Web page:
A place to discuss the principles of High Performance Organizations and interact with other professionals who have been successful in implementing HPO principles, or are seeking to, in their organizations
The Enduring Impact of Focusing on Strengths
November 28, 2012 at 1:37 pm #173781
From a leadership blog by Jim Clemmer …
Years ago a 7th grade teacher gave her class an up close and personal exercise in finding and building on strengths. She began by circulating sheets of paper that had only the name of each student at the top of each blank page. Students were asked to identify what they felt was the greatest strength of that student or build on a strength that someone else had already noted.
Once each paper was circulated around the entire classroom and every student added their feedback the completed sheet with their name on it was given to each student. Students studied their feedback and then summarized what they’d been told in a brief verbal report to the rest of the class. The increase in positivity, energy levels, engagement, cooperation, and grades was immediate and lasting.
Ten years later one of the students in that class was killed in military action during his time in the marines. The young marine’s body was flown home to his family for burial. During the funeral one of the pall bearers recognized his 7th grade teacher and talked with her about the enduring impact of her strength building exercise. The young marine’s parents overheard the conversation and joined in. “Thank you so much for the big difference you made to Ryan’s school life,” the deceased young marine’s mother said to the teacher as she wiped a tear from her eye. “He was the smallest kid in grade seven and was getting bullied by bigger kids. His self-esteem was slipping and he was becoming more withdrawn. That exercise changed his perspective and was a big part of turning him around. He carried that sheet of paper everywhere. It was tattered, torn, and falling apart in the wallet they just returned to us with his things earlier this week.”
- What if the teacher had asked the kids to write down weaknesses and improvement suggestions?
- Why do most performance reviews focus on fixing weaknesses rather than leveraging strengths?
- What’s the lingering effect on motivation to improve and performance?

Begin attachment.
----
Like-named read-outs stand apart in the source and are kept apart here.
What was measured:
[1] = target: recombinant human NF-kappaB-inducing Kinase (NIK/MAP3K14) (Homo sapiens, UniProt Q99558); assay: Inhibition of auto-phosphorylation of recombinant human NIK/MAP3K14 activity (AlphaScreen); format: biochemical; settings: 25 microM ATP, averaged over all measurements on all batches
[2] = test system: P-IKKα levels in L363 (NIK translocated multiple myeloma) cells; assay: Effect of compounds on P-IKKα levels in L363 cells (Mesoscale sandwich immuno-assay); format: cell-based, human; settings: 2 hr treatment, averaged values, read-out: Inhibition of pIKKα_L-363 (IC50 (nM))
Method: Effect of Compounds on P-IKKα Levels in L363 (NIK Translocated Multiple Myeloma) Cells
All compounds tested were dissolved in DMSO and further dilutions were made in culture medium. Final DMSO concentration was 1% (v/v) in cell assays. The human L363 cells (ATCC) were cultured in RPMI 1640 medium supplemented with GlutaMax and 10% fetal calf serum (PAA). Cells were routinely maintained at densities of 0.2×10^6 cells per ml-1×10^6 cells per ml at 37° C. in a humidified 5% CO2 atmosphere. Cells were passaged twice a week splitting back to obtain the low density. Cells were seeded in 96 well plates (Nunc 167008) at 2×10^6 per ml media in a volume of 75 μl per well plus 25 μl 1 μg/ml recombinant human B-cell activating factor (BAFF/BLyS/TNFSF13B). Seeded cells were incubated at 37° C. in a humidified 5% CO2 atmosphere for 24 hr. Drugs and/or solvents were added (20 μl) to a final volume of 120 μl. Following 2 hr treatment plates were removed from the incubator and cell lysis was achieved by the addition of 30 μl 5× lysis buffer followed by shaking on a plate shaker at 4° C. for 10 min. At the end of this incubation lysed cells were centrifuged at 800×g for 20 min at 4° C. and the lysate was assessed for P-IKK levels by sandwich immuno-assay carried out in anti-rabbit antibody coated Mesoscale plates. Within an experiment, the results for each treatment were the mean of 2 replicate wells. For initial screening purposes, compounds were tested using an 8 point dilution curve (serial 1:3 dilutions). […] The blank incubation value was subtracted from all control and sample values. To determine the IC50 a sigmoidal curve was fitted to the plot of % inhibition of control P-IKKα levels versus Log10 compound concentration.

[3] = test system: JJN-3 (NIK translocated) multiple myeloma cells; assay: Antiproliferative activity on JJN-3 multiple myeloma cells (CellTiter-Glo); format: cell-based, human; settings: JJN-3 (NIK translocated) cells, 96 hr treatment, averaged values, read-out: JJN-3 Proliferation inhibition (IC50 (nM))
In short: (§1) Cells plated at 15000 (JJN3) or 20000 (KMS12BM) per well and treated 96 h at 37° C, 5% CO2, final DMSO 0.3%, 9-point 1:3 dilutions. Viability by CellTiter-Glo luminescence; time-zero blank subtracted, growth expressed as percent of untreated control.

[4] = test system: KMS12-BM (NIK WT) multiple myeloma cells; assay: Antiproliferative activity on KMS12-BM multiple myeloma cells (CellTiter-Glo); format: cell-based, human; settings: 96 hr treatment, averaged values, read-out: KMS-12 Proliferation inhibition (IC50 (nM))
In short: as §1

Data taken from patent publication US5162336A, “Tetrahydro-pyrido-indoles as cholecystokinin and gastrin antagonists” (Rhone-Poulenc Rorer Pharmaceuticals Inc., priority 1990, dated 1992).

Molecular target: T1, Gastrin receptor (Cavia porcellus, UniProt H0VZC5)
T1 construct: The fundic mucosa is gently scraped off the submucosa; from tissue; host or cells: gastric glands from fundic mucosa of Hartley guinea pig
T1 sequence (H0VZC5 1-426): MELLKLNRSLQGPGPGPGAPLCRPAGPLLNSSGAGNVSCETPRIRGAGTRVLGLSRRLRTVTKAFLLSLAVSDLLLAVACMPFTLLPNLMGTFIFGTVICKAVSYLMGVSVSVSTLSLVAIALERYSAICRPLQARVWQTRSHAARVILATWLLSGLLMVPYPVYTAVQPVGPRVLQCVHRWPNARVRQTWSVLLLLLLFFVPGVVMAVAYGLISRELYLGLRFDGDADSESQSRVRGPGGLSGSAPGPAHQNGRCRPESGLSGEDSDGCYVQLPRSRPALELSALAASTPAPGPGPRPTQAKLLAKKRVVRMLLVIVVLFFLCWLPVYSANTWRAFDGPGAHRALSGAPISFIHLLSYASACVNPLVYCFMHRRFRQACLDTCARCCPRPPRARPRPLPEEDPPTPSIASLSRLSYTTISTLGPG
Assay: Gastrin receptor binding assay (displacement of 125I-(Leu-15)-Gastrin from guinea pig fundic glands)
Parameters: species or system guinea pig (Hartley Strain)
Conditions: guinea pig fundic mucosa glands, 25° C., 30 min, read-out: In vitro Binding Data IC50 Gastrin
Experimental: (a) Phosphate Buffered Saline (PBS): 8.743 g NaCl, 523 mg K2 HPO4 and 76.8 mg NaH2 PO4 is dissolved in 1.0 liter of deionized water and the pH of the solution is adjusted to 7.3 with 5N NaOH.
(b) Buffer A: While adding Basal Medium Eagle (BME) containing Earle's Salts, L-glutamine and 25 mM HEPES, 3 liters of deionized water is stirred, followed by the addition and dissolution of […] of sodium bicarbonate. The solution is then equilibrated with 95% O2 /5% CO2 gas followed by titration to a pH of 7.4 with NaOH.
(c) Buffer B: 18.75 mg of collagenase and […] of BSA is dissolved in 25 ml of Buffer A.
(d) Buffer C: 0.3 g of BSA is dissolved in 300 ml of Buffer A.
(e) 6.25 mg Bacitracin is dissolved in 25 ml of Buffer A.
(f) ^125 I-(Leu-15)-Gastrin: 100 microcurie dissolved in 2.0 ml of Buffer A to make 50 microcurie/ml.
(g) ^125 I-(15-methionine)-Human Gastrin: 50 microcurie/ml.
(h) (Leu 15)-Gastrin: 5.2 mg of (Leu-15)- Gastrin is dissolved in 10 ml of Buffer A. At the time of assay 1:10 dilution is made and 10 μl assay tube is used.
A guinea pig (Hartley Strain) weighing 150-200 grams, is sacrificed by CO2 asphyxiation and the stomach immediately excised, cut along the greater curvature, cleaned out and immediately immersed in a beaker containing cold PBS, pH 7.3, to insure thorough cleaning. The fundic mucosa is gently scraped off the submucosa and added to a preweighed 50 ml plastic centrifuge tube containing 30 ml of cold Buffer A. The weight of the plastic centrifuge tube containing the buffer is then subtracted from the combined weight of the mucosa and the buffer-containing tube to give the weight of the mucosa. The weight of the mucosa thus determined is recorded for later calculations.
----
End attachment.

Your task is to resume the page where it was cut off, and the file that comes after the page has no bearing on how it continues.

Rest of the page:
November 28, 2012 at 3:01 pm #173789
1. If the teacher had asked the students to rate their peers’ weaknesses and suggestions for improvement she would have destroyed the collaborative part of her class and created suspicion (Who said I was dumb, mean, shy, smelled bad?), accusations and eventually put all the students at each others’ throats.
2. Because no one taught supervisors or anyone else that we soar on our strengths and wallow in our weeknesses. For example if you think strategically and systemically you may be a poor detail manager. What you should do is focus on jobs requiring your strengths and move away from those based on your weaknesses. Instead managers typically instruct employees to develop in their weak areas.
3. Instead of bulding super troopers in our fields of excellence we are all at 50% in everything. I don’t know about you but I don’t let the guy who snakes out my toilet fill my teeth just because he’s used to working in small spaces. I my pesonal life I delegate to specialists trained to excel in in their field. So should leadership!
November 28, 2012 at 7:07 pm #173787
That’s a great story!
I agree with Carol – if the teacher had asked students to list weaknesses, I think the resulting distrust, anger, upset feelings, etc. would have contributed to a very bad classroom environment.
Perhaps many performance reviews focus on fixing weaknesses because it’s the more obvious route to better performance. If your position requires you to do a lot of video editing and you’re terrible at it, being good at writing doesn’t help you out much. I think it sometimes takes more effort to see how strengths can be leveraged, given the flexibility/inflexibility of job duties and relationship that exists between the employee and the person doing the performance review.
November 28, 2012 at 9:58 pm #173785
William H. Devereaux, IIIParticipant
I liked this story so much… I joined your group!!! This is what the world needs more of!!
November 29, 2012 at 5:17 pm #173783
Really nice post, Sam.
We just went through the StrengthsFinder exercise as a team. It was very helpful to better understand our respective strengths and how we fit together – overlaps, complementarities, etc. It was also great to see how our strengths can bump up against each other to cause communication challenges…and how to turn that into a net positive.
October 16, 2019 at 6:43 am #320057
I remember how I first heard about StrengthsFinder and other strengths tests. I always was wondering what are my core strengths, because sometimes I was thinking that I could do things better if I know myself better.
When I found the HIGH5 strengths test I didn’t believe that it is free. I tried their test and I get very accurate and professional results. As for me you could HIGH5’s Clifton Strengths Finder test free alternative, be sure, you’d get great results.
- This reply was modified 1 month, 3 weeks ago by Robert Wilson.
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